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Keygen html5 usage


Keygen html5 usage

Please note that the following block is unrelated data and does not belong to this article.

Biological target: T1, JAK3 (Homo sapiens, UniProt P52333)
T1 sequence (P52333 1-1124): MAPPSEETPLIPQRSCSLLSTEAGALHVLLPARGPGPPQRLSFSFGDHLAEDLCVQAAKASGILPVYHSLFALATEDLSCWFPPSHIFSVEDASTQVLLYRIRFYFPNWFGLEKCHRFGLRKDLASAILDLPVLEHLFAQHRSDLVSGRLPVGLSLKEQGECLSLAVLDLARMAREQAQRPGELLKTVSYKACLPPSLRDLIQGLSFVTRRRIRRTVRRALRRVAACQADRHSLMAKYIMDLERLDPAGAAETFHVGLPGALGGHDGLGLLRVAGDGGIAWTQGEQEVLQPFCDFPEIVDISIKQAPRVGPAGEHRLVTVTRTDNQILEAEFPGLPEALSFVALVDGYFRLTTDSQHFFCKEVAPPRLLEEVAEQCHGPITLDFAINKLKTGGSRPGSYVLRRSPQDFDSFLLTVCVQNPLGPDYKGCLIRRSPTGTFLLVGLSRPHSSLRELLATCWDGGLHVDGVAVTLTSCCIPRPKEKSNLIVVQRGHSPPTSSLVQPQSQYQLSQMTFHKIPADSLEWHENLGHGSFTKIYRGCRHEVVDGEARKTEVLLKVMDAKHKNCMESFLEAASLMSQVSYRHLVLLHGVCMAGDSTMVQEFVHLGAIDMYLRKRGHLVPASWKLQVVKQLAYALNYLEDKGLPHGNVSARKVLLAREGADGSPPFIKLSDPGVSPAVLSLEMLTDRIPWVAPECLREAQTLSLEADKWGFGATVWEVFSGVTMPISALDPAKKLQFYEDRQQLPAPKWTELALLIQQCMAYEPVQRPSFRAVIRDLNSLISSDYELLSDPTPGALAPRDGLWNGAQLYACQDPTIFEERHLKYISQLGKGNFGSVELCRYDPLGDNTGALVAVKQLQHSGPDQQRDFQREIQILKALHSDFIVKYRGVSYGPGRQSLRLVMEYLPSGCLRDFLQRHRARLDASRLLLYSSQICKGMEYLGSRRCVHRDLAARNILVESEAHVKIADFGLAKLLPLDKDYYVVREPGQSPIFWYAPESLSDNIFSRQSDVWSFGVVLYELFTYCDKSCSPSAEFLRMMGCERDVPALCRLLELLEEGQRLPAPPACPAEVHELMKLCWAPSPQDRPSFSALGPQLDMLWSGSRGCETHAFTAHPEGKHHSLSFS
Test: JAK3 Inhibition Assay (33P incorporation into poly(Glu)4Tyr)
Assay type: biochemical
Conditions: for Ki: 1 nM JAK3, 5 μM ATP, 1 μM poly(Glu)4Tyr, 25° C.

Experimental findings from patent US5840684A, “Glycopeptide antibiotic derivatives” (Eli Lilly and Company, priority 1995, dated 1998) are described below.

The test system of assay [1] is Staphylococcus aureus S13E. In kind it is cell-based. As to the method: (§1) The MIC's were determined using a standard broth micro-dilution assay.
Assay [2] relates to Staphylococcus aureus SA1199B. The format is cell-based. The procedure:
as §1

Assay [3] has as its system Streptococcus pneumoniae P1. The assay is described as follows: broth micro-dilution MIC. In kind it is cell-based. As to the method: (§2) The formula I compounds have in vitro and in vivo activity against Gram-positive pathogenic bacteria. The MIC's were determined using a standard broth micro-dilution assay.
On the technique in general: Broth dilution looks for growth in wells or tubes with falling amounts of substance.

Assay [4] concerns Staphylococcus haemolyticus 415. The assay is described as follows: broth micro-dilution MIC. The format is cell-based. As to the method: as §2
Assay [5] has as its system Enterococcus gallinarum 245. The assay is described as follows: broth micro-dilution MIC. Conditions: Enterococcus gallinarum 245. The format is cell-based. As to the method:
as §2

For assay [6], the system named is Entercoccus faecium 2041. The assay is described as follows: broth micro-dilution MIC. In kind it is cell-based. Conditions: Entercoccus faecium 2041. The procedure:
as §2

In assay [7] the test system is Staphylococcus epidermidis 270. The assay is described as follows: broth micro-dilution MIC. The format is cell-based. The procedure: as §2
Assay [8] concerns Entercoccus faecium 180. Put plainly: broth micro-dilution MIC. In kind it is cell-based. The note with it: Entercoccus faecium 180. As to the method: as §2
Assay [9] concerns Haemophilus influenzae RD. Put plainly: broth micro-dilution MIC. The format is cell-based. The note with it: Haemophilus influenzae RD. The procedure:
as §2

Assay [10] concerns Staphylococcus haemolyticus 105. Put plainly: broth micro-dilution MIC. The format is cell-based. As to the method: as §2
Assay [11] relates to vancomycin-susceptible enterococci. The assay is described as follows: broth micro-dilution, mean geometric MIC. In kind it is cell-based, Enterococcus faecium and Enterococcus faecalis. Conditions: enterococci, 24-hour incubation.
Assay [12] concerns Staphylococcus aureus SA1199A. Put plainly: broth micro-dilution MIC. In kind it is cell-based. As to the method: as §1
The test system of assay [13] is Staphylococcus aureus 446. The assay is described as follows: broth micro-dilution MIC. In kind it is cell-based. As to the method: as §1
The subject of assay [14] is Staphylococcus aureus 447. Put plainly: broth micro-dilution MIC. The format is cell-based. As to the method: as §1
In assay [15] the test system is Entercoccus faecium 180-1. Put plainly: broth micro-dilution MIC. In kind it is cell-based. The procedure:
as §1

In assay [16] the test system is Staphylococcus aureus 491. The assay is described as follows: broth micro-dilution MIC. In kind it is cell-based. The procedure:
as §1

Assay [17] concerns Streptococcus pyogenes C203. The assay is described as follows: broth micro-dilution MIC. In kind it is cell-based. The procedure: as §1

You can use custom tags in browsers, although they won’t be HTML5 (see Are custom elements valid HTML5? and the HTML5 spec. Let's assume you want to use a custom tag element called stack . Here's what you should do. Normalize its attributes in your CSS Stylesheet (think css reset) - Example. Make it work in old versions of Internet Explorer by appending this script to the head (Important. Then you can use your custom tag freely. Feel free to set attributes as well. Absolutely correct. Not a fantastic idea. But absolutely correct. You could make a whole army of your own tags on your page, and make them all backwards-compatible with IE6, just by adding an array of all of the tag names you want to use, and then creating each one inside a for-loop, in your page head, before you start using any of them. That s how the html5shim works in the first place. Just be prepared to put effort into styling them in old-IE. Also, while I d say this is okay for internal-use, it s not really how I d want to teach people to do things. At all. Norguard Jul 16 '12 at 19:32. I agree, writing your own tags is not for the faint of heart. Make sure you test it thoroughly. I would like to say one thing though. don t write CSS for IE6. Completely waste of resources and enables further use of such a horrible product that not even Microsoft endorses. Timothy Perez Jul 17 '12 at 1:00. Very important note: Although browsers support creating a custom element, it s not officially supported by the HTML5 standard. Technically . custom elements are verboten. You can do it, and make your HTML look all nice and semantically important, but you are breaking the standard if you do -- if you care. ) Randolpho Aug 16 '12 at 19:25. I'm not so sure about these answers. As I've just read: "CUSTOM TAGS HAVE ALWAYS BEEN ALLOWED IN HTML. The point here being, that HTML was based on SGML. Unlike XML with its doctypes and schemas, HTML does not become invalid if a browser doesn't know a tag or two. Think of marquee . This has not been in the official standard. So while using it made your HTML page "officially unapproved", it didn't break the page either. Then there is keygen , which was Netscape-specific, forgotten in HTML4 and rediscovered and now specified in HTML5. And also we have custom tag attributes now, like data-XyZzz=". " allowed on all HTML5 tags. So, while you shouldn't invent a whole custom unspecified markup salad of your own, it's not exactly forbidden to have custom tags in HTML. That is however, unless you want to send it with an +xml Content-Type or embed other XML namespaces, like SVG or MathML. This applies only to SGML-confined HTML. answered May 11 '10 at 1:05. Also of interest here: You can use any tag name in HTML, and it will be part of the DOM and can be styled. mario May 11 '10 at 1:21. “So while using it made your html page official unapproved , it didn t break the page either.” — um, try styling your invented elements in Internet Explorer. It won’t work. You might not consider that broken, but the fact that custom tags are invalid and don’t work in Internet Explorer, I don’t see how you can argue they’re “allowed”. Paul D. Waite Jun 3 '10 at 11:55. Creating your own tag names in HTML is not possible / not valid. That's what XML, SGML and other general markup languages are for. What you probably want is. Or instead of div/ and span/ something like ul/ and li. In order to make it look and function right, just hook up some CSS and Javascript. As Michael suggested in the comments, what you want to do is quite possible, but your nomenclature is wrong. You aren't "adding tags to HTML 5," you are creating a new XML document type with your own tags. I did this for some projects at my last job. Some practical advice. When you say you want to "add these to HTML 5," I assume what you really mean is that you want the pages to display correctly in a modern browser, without having to do a lot of work on the server side. This can be accomplished by inserting a "stylesheet processing instruction" at the top of the xml file, like ?xml-stylesheet type="text/xsl" . Replace with the path to the XSL stylesheet that you create to convert your custom tags into HTML. Caveats: Your file must be a well-formed XML document, complete with XML header xml version="1.0" . XML is pickier than HTML about things like mismatched tags. Also, unlike HTML, tags are case-sensitive. You must also make sure that the web server is sending the files with the appropriate mime type "application/xml". Often the web server will be configured to do this automatically if the file extension is but check. Big Caveat: Finally, using the browsers' automatic XSL transformation, as I've described, is really best only for debugging and for limited applications where you have a lot of control. I used it successfully in setting up a simple intranet at my last employer, that was accessed only by a few dozen people at most. Not all browsers support XSL, and those that do don't have completely compatible implementations. So if your pages are to be released into the "wild," it's best to transform them all into HTML on the server side, which can be done with a command line tool, or with a button in many XML editors. answered May 10 '10 at 14:45. I just want to add to the previous answers that there is a meaning to use only two-words tags for custom elements. They should never be standardised. For exemple, you want to use the tag icon . because you don't like img . and you don't like i neither. Well, keep in mind that you're not the only one. Maybe in the future, w3c and/or browsers will specify/implement this tag. At this time, browsers will probably implements native style for this tag and your website's design may broke. So I'm suggesting to use (according to this exemple) img-icon. As a matter of fact, the tag menu is defined; not so used, but defined. It should contain menuitem which behave like li. answered Nov 18 '15 at 0:37. For embedding metadata, you could try using HTML microdata. but it's even more verbose than using class names. answered May 10 '10 at 14:52. Besides writing an XSL stylesheet, as I described earlier, there is another approach, at least if you are certain that Firefox or another full-fledged XML browser will be used (i.e. NOT Internet Explorer). Skip the XSL transform, and write a complete CSS stylesheet that tells the browser how to format the XML directly. The upside here is that you wouldn't have to learn XSL, which many people find to be a difficult and counterintuitive language. The downside is that your CSS will have to specify the styling very completely, including what are block nodes, what are inlines, etc. Usually, when writing CSS, you can assume that the browser "knows" that em , for instance, is an inline node, but it won't have any idea what to do with dish. Finally, its been a few years since I tried this, but my recollection is that IE (at least a few versions back) refused to apply CSS stylesheets directly to XML documents. answered May 10 '10 at 14:56. Yeah, I think IE goes into a special XML rendering mode, and pretty much shows you a prettified, collapsible version of the XML document. Paul D. Waite Jun 3 '10 at 11:56. This is not an option in any HTML specification. You can probably do what you want with div elements and classes, from the question I'm not sure exactly what you're after, but no, creating your own tags is not an option. answered May 10 '10 at 12:51. As Nick said, custom tags are not supported by any version of HTML. But, it won't give any error if you use such markup in your HTML. It seems like you want to create a list. You can use unordered list ul to create the rool elements, and use the li tag for the items underneath. If that's not what you want to achieve, please specify exactly what you want. We can come up with an answer then. answered May 10 '10 at 12:55. It won t give you an error in the browser, but IE handles CSS on unknown tags oddly. ceejayoz May 10 '10 at 13:14. Hmmm, now I didn t know that! I knew that the unknown CSS names are handled oddly (that s an error). But, are you sure it handles the unknown tags oddly too? Doesn t it just render them without the text in the tags? Kirtan May 10 '10 at 13:35. The point of HTML is that the tags included in the language have an agreed meaning, that everyone in the world can use and base decisions on - like default styling, or making links clickable, or submitting a form when you click on an input type="submit. Made-up tags like yours are great for humans (because we can learn English and thus know, or at least guess, what your tags mean), but not so good for machines. answered May 10 '10 at 16:53. Polymer or X-tags allow you to build your own html tags. It is based on native browser's "shadow DOM. answered Jul 18 '13 at 14:29. You can just do some custom css styling, this will create a tag that will make the background color red. answered Mar 23 '15 at 6:56. answered Mar 14 '16 at 17:42. Brilliant. Any idea why this has not been upvoted or accepted? rnso May 7 at 1:26. I found this article on creating custom HTML tags and instantiating them. It simplifies the process and breaks it down into terms anyone can understand and utilize immediately -- but I'm not entirely sure the code samples it contains are valid in all browsers, so caveat emptor and test thoroughly. Nevertheless, it's a great introduction to the subject to get started. In some circumstances, it may look like creating your own tag names just works fine. However, this is just your browser's error handling routines at work. And the problem is, different browsers have different error handling routines. See this example. The first line contains two made-up elements, what and ever. and they get treated differently by different browsers. The text comes out red in IE11 and Edge, but black in other browsers. For comparison, the second line is similar, except it contains only valid HTML elements, and it will therefore look the same in all browsers. Another problem with made-up elements is that you won't know what the future holds. If you created a website a couple of years ago with tag names like picture. dialog. details. slot. template etc, expecting them to behave like spans, are you in trouble now. answered Jun 6 at 9:35. Your Answer. 2017 Stack Exchange, Inc.